Diarylalkynes by Decarboxylative Coupling in DMSO

Diarylalkynes Coupling in DMSO


The diarylalkyne synthesis of Park, Song and coworkers (1).

Conjugated alkynes have potential in nanoelectric materials and conductive organic films. The authors describe the disadvantages of some of the established ways to make this compound class:

  • The traditional Sonagashira reaction: requires a copper cocatalyst
  • The use of acetylene as starting material: difficult to handle at the preparative scale.

‘Protected’ acetylenes are easier to work with, but also have issues:

  • Stille-type coupling of distannylalkynes: stoiciometric amounts of hazardous tin waste are generated
  • bis-(trimethylsilyl)acetylenes require an excess of strong base.

The authors have developed the use of propiolic acid (propynoic acid) as the alkyne.


Another decarboxylative coupling: Becht et Al. (2)

component in the palladium-catalyzed coupling of various aryl halides.  Decarboxylativecoupling reactions are a relatively newdevelopment, with the advantage that innocuous CO2 is a byproduct. The Becht group (2) is active in this area and has published a decarboxylative coupling route to sterically hindered biaryl compounds.

Previous work in this area by the authors had produced a decarboxylative coupling reaction based on aryl- or alkyl alkynyl carboxylic acids (3). Advances toward an ecofriendly method were made, but they cite some limitations of this earlier work, including:

  • excess of TBAF required (expensive, and TBAF is moisture sensitive)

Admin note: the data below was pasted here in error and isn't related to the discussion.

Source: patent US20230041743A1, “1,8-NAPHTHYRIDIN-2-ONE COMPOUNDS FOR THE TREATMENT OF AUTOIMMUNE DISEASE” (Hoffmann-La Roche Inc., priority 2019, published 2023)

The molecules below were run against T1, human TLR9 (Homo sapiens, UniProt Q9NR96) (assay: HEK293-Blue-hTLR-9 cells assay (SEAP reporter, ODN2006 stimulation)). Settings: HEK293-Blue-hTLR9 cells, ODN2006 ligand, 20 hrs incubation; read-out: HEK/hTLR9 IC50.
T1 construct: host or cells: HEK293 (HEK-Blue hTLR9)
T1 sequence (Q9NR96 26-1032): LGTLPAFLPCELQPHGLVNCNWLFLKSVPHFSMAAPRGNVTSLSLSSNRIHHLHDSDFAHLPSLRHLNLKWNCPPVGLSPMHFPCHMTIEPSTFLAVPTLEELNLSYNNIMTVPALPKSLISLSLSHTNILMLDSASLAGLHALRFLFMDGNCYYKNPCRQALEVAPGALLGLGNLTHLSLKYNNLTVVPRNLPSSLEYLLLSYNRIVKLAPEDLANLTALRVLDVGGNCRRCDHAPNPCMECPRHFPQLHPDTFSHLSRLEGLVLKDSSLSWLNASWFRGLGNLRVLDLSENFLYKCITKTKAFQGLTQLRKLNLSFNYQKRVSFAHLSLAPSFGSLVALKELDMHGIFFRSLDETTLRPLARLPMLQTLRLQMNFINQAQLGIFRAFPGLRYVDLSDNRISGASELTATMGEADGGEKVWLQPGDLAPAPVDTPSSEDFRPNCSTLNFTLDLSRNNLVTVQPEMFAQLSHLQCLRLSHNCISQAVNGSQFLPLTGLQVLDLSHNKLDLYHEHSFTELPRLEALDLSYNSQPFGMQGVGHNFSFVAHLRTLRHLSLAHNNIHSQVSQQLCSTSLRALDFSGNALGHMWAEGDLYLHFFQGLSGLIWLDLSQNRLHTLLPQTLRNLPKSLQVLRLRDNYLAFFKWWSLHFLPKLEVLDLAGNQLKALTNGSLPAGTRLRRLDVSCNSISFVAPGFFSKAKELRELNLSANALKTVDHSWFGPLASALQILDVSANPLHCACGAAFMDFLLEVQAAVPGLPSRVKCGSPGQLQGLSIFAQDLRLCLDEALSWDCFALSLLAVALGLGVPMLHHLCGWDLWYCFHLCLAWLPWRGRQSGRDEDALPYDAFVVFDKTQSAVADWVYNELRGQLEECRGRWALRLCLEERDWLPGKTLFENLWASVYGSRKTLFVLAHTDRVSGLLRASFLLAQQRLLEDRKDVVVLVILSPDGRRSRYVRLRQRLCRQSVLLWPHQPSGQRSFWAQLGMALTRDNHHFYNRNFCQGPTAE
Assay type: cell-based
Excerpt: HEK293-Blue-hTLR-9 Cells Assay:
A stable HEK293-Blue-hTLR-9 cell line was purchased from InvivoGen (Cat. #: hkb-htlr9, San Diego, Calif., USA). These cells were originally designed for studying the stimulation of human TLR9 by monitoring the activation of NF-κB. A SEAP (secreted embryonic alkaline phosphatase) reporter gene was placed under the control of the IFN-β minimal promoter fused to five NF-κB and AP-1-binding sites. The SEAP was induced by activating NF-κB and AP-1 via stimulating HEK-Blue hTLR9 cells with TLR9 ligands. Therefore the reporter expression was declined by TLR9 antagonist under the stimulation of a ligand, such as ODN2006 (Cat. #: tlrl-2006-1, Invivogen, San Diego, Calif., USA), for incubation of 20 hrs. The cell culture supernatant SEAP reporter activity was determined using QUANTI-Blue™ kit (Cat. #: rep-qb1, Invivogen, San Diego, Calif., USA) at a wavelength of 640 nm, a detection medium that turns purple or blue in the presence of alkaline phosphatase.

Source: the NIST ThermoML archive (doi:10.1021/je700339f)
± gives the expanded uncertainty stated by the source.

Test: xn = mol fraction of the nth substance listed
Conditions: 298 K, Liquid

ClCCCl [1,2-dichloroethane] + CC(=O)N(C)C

• relatively high Pd loading (costly)
  • ligand stability (P-tBu3) problematic.

Screening experiments using a model system (bromobenzene + propiolic acid) led them to these conditions:

  • Pd source: Pd(PPh3)Cl2 was chosen; other sources evaluated were Pd(PPh3)2(OAc)2, Pd2(dba)3, Pd(OAc)2 and Pd(PPh3)4
  • Base: DBU gave a quantitative yield with Pd(PPh3)Cl2.  Twelve other bases were tried, including the somewhat exotic 1,8-diaminonapthalene.
  • Solvent: DMSO produced the highest product yields of solvents tested. Other solvents evaluated included toluene, diglyme, xylene, and NMP. Interetingly, although NMP has solvent properties which are similar to those of DMSO, its use only resulted in a 23% yield.
  • Ligand: dppb outperformed PPh3, P t-Bu3, PCy3, dppf, and Xantphos.

Ultimately, their general procedure might paraphrased in this way:

Pd(PPh3)2Cl2 (105 mg, 0.15 mmol), dppb (128 mg, 0.30 mmol), aryl halides (6 mmol) and propiolic acid (212 mg, 3 mmol) were mixed with DBU (913 mg, 6 mmol) in a small RBF. DMSO (15 mL) was added and the the sealed flask was heated at 80C for 3 hr.

The reaction mixture was poured onto saturated NH4Cl (aq) and extracted with ether. Ether extracts were washed with brine, dried over magnesium sulfate, filtered, and concentrated in vacuo to provide a residue for purification by flash chromatography (ethyl acetate / hexane). 

Lee, Song and coworkers also described the use of 2-butyndioic acid as a substitute for propiolic acid, and yields of symmetrical diarylalkynes are in most cases excellent.

Yields of unsymmetrial diarylalkynes from propiolic acid suffer somewhat, but yields of 65-89% were reported. An interesting feature of this reaction is that it apparently works best when a) one aryl halide is a bromoarene and the other an iodoarene and b) both arenes are added in the beginning of the reaction.

The authors also describe mono- vs. di-coupling via temperature control, and state that this work represents the first successful report of double decarboxylative coupling using 2-butyndioic acid.


Artie McKim.

(1) Park, K.; Bae, G.; Moon, J.;Choe, J.; Song, K.H.; Lee, S. J. Org. Chem.  201075, 6244-6251.

(2) Becht, J.-M.; Catala, C.; Drian Claude, L.; Wagner, A. Org Lett 2007, 9, 1781-3.

(3) Moon, J.; Jang, M.; Lee, S. J. Org. Chem. 200974, 1404-1406  b) Kim, H. ; Lee, P.H. Adv. Synth. Catal. 2009351, 2827-2832.